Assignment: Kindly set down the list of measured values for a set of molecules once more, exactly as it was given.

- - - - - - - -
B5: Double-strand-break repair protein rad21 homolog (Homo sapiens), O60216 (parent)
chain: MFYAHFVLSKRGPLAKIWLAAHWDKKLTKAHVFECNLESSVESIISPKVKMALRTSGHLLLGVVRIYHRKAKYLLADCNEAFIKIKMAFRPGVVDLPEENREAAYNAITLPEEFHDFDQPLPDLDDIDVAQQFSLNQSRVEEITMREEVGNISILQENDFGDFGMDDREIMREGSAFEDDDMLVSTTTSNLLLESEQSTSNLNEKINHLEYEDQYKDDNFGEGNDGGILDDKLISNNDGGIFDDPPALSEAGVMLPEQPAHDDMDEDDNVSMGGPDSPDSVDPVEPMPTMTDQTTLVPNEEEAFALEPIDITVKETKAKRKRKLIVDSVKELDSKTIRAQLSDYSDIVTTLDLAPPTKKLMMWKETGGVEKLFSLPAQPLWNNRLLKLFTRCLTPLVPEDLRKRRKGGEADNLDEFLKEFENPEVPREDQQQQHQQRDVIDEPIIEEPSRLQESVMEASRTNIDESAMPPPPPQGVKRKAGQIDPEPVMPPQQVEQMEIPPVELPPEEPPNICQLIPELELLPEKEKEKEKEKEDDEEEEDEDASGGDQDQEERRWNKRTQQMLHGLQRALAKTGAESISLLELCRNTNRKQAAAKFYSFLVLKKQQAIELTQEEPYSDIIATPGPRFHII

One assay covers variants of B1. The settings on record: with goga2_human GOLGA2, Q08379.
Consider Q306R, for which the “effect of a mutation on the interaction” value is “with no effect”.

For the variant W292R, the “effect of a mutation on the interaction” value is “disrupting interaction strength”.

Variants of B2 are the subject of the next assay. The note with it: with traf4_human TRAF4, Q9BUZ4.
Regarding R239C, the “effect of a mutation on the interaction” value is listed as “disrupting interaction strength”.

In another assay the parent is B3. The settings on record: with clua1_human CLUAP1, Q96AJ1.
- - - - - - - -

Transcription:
B5: Double-strand-break repair protein rad21 homolog (Homo sapiens), O60216 (parent)
chain: MFYAHFVLSKRGPLAKIWLAAHWDKKLTKAHVFECNLESSVESIISPKVKMALRTSGHLLLGVVRIYHRKAKYLLADCNEAFIKIKMAFRPGVVDLPEENREAAYNAITLPEEFHDFDQPLPDLDDIDVAQQFSLNQSRVEEITMREEVGNISILQENDFGDFGMDDREIMREGSAFEDDDMLVSTTTSNLLLESEQSTSNLNEKINHLEYEDQYKDDNFGEGNDGGILDDKLISNNDGGIFDDPPALSEAGVMLPEQPAHDDMDEDDNVSMGGPDSPDSVDPVEPMPTMTDQTTLVPNEEEAFALEPIDITVKETKAKRKRKLIVDSVKELDSKTIRAQLSDYSDIVTTLDLAPPTKKLMMWKETGGVEKLFSLPAQPLWNNRLLKLFTRCLTPLVPEDLRKRRKGGEADNLDEFLKEFENPEVPREDQQQQHQQRDVIDEPIIEEPSRLQESVMEASRTNIDESAMPPPPPQGVKRKAGQIDPEPVMPPQQVEQMEIPPVELPPEEPPNICQLIPELELLPEKEKEKEKEKEDDEEEEDEDASGGDQDQEERRWNKRTQQMLHGLQRALAKTGAESISLLELCRNTNRKQAAAKFYSFLVLKKQQAIELTQEEPYSDIIATPGPRFHII

One assay covers variants of B1. The settings on record: with goga2_human GOLGA2, Q08379.
Consider Q306R, for which the “effect of a mutation on the interaction” value is “with no effect”.

For the variant W292R, the “effect of a mutation on the interaction” value is “disrupting interaction strength”.

Variants of B2 are the subject of the next assay. The note with it: with traf4_human TRAF4, Q9BUZ4.
Regarding R239C, the “effect of a mutation on the interaction” value is listed as “disrupting interaction strength”.

In another assay the parent is B3. The settings on record: with clua1_human CLUAP1, Q96AJ1.